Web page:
New marijuana laws will soon go into effect, and the city of Oceanside is among those considering how to regulate the cultivation of cannabis.

For some San Diego County farmers struggling to stay in business with rising water bills and higher labor costs, there are potential profits from the newly legalized crop.

Mike Mellano’s family has been farming in Morro Hills in north Oceanside for more than 40 years. Mike stands next to his mother, Sharon, beside fields of myrtle bushes, grown for florists’ arrangements. Her bright green T-shirt has the slogan “Keep Calm and Farm On” in big letters on the front.

Like most farmers in San Diego County, the Mellanos are dealing with rising water and labor costs. Mike Mellano recently decided to quit his job as CEO of the family business and strike out on his own, a move his mother approves. He is now exploring the future of commercial cannabis cultivation.

“We believe the state of California has said that cannabis is a commercial crop,” Mellano said, “and as farmers, we believe we should be allowed to farm this in compliance with state laws.”

The city of Oceanside still has over 3,000 acres of agricultural land, more than most other incorporated cities in San Diego County. Local farmers and residents would like to keep Morro Hills as farmland — the question is how to keep agriculture economically viable.

“I think the community would like this to stay in agriculture, and we certainly would like it to stay in agriculture, but we have to be profitable, so we can’t be farmers and lose money,” Mellano said. “If we’re not allowed to change into other crops, it will be difficult for us to be competitive over the next several years. Many of these farms will be gone, and turned into houses.“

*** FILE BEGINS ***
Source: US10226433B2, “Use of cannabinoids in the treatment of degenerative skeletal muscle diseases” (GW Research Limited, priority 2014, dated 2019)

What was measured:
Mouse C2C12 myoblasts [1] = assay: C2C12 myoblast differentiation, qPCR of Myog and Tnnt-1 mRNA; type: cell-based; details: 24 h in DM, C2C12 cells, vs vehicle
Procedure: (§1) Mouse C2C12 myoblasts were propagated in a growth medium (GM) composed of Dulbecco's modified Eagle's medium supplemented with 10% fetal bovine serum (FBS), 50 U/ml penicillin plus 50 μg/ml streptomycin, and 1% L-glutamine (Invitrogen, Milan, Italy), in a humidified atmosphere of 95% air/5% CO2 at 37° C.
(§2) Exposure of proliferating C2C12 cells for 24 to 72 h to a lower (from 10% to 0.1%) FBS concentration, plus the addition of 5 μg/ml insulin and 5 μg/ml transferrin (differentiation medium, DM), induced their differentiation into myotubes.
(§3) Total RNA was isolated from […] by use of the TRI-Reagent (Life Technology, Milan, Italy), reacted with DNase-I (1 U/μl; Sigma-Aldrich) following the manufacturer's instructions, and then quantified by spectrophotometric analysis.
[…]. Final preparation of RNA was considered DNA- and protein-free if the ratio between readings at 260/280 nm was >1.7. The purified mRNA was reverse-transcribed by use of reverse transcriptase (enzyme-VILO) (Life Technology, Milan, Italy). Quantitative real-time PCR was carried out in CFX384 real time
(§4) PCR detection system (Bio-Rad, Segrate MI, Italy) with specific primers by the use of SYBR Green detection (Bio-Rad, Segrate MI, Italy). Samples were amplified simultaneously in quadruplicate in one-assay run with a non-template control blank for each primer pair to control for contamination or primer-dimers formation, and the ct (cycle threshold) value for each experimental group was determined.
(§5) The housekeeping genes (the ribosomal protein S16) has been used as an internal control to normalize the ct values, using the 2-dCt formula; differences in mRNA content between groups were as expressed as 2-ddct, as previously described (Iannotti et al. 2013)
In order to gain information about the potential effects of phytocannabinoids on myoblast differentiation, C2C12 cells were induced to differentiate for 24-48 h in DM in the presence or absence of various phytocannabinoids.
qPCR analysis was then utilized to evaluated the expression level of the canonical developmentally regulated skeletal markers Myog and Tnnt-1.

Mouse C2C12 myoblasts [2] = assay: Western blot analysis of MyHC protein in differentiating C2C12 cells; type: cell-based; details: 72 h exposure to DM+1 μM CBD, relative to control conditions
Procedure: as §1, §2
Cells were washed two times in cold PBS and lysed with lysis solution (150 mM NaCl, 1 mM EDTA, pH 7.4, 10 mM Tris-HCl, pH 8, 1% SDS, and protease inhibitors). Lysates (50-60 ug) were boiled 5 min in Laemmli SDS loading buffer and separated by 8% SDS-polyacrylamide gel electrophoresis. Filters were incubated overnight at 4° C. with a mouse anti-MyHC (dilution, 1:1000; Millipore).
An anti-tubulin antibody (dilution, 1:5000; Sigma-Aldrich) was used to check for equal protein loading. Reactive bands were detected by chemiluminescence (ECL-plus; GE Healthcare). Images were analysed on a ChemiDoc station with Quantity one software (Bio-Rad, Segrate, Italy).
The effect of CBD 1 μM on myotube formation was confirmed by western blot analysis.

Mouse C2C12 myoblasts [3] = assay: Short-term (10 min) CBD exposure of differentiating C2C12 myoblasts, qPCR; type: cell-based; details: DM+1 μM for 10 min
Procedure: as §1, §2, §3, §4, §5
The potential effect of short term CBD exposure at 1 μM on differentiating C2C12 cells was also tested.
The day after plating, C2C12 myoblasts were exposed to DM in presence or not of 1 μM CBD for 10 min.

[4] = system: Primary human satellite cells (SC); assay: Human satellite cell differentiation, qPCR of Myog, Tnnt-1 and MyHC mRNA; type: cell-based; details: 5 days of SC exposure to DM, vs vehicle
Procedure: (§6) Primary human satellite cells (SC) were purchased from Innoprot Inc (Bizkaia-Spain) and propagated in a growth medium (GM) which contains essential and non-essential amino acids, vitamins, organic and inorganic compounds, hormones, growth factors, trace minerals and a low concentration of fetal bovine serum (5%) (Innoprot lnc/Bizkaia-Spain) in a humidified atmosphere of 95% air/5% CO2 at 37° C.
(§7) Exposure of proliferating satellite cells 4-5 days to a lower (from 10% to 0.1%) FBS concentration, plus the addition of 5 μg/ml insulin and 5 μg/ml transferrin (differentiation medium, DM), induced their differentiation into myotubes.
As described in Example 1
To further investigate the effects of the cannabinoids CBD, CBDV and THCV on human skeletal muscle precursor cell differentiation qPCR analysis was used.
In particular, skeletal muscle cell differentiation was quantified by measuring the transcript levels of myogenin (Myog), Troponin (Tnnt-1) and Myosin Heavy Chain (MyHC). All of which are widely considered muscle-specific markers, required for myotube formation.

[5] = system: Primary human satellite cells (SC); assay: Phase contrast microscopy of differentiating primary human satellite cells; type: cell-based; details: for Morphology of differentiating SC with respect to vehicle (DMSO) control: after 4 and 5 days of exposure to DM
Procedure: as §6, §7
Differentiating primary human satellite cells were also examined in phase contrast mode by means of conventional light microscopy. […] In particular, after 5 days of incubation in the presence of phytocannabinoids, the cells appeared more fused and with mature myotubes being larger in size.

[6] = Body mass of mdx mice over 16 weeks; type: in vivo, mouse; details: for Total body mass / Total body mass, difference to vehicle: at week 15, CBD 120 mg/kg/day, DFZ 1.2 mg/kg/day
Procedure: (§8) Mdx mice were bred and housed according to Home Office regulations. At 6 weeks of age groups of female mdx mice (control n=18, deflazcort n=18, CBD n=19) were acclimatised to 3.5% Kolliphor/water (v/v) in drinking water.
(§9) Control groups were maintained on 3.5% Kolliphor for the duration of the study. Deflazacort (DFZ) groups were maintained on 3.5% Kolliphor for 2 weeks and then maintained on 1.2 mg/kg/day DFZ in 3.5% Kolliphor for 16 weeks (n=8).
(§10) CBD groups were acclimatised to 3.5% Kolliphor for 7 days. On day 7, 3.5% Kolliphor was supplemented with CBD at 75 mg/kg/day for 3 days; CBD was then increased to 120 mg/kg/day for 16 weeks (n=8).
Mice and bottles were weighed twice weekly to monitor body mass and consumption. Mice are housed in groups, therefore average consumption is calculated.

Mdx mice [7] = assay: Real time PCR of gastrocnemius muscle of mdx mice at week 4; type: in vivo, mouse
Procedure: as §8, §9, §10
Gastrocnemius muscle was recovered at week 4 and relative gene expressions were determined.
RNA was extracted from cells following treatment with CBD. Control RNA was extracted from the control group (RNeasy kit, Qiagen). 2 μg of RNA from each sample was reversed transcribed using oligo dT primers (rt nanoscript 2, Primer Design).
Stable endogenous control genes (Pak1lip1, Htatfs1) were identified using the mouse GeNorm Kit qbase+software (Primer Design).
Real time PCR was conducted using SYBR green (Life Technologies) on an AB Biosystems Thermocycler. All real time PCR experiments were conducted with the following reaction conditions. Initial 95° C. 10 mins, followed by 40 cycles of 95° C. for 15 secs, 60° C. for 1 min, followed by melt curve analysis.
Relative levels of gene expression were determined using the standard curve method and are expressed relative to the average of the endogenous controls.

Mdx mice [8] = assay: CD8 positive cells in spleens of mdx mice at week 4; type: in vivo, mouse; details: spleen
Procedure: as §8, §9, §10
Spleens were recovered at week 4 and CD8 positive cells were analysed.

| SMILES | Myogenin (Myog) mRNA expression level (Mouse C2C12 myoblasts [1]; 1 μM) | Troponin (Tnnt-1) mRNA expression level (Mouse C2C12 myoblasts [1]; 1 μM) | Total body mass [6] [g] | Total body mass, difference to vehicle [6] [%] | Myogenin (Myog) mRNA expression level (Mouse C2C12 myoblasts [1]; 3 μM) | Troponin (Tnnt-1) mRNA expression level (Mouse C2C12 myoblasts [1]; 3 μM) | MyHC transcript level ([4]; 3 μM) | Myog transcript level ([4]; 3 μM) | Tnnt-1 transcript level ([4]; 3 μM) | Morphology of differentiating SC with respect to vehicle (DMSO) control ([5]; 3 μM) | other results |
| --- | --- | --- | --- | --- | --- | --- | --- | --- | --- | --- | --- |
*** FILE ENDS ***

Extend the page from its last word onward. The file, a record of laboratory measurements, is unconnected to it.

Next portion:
Housing developments already nudge up to the western edge of Morro Hills. The city of Oceanside invested $50,000 earlier this year in an initiative to promote agritourism in Morro Hills, as an attempt to introduce more revenue-producing businesses.

Oceanside’s medical marijuana ad hoc committee

So far, marijuana cultivation is not one of the options the city is considering. But Prop 64 passed last November, legalizing recreational marijuana in California, and in April, city councilman Jerry Kern — a Republican — proposed forming a medical marijuana ad hoc committee. It is now considering whether and how to regulate marijuana cultivation, testing, distribution and sales in Oceanside.

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“I voted against medical marijuana back in the ’90s,” Kern said. “I voted against recreational use this time. But 57 percent of the people in the city of Oceanside voted for it. So the idea is, if we’re going to do this, let’s do it right.”

Public opinion shifting

Oceanside residents David and Amber Newman know public opinion is swinging their way. They own a state-licensed indoor nursery that grows cuttings for marijuana patients who want to grow their own medicinal marijuana.

“This right here is what most of our patients start with,” Amber Newman said, showing a tray of small cuttings rooting in soil. “These are cut off of a mother plant. So our members will take this and they’ll plant it in their garden: they can do hydro, they can do soil, whatever works best for them, everybody has their own technique.”

David and Amber Newman, owners of medicinal marijuana grower A Soothing Seed Collectiveare shown in this photo, July 25, 2017.

Earlier this year, the Newmans threatened to put a citizens initiative on the ballot if the Oceanside city council did not consider regulating marijuana to make it legal locally.

“With the city deciding to have the conversation, we decided to shelve our initiative,” Newman said. “Pull it back and basically do our best to work with the city, instead of being confrontational and working against them. “

The Newmans have been in the business of growing cuttings for medical marijuana patients for nine years. They said several hundred patients rely on them, but right now, there is nowhere in the county to legally grow it commercially.

“Not at this time,” Newman said. “The unincorporated areas of San Diego County did have licensed cultivation options available until the last election, and the new board of supervisors went in and basically took all that back.”

The change of heart at the county came when Kristin Gaspar ousted Dave Roberts last November. Gaspar was among the 3-2 majority voting to ban marijuana operations in unincorporated areas of the county.

Kern is running for a seat on the county board of supervisors next year to replace Bill Horn, who is termed out. Kern said developing local regulation is a better way to go than a ban.